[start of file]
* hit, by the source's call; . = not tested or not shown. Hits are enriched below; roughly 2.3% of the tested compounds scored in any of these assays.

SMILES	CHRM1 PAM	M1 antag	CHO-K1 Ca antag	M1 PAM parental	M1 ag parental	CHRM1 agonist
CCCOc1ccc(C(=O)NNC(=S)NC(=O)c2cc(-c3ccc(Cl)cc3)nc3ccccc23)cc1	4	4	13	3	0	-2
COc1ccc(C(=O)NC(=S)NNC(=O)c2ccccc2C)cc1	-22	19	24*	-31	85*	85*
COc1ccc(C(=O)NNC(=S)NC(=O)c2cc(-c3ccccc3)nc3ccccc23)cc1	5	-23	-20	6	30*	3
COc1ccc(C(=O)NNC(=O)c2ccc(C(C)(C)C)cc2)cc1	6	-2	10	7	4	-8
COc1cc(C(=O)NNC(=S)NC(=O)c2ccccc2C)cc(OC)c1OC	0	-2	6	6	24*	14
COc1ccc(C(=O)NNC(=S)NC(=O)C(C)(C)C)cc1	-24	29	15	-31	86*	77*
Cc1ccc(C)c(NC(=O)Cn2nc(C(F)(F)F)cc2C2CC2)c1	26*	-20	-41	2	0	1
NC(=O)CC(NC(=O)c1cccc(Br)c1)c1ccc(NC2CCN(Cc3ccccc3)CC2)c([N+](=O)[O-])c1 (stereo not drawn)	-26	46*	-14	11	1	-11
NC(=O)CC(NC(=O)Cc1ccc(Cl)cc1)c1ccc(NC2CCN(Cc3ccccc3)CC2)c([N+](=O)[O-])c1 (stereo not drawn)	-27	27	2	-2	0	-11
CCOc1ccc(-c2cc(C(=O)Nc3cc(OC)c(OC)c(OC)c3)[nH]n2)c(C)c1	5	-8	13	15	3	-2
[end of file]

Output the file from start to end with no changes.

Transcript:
* hit, by the source's call; . = not tested or not shown. Hits are enriched below; roughly 2.3% of the tested compounds scored in any of these assays.

SMILES	CHRM1 PAM	M1 antag	CHO-K1 Ca antag	M1 PAM parental	M1 ag parental	CHRM1 agonist
CCCOc1ccc(C(=O)NNC(=S)NC(=O)c2cc(-c3ccc(Cl)cc3)nc3ccccc23)cc1	4	4	13	3	0	-2
COc1ccc(C(=O)NC(=S)NNC(=O)c2ccccc2C)cc1	-22	19	24*	-31	85*	85*
COc1ccc(C(=O)NNC(=S)NC(=O)c2cc(-c3ccccc3)nc3ccccc23)cc1	5	-23	-20	6	30*	3
COc1ccc(C(=O)NNC(=O)c2ccc(C(C)(C)C)cc2)cc1	6	-2	10	7	4	-8
COc1cc(C(=O)NNC(=S)NC(=O)c2ccccc2C)cc(OC)c1OC	0	-2	6	6	24*	14
COc1ccc(C(=O)NNC(=S)NC(=O)C(C)(C)C)cc1	-24	29	15	-31	86*	77*
Cc1ccc(C)c(NC(=O)Cn2nc(C(F)(F)F)cc2C2CC2)c1	26*	-20	-41	2	0	1
NC(=O)CC(NC(=O)c1cccc(Br)c1)c1ccc(NC2CCN(Cc3ccccc3)CC2)c([N+](=O)[O-])c1 (stereo not drawn)	-26	46*	-14	11	1	-11
NC(=O)CC(NC(=O)Cc1ccc(Cl)cc1)c1ccc(NC2CCN(Cc3ccccc3)CC2)c([N+](=O)[O-])c1 (stereo not drawn)	-27	27	2	-2	0	-11
CCOc1ccc(-c2cc(C(=O)Nc3cc(OC)c(OC)c(OC)c3)[nH]n2)c(C)c1	5	-8	13	15	3	-2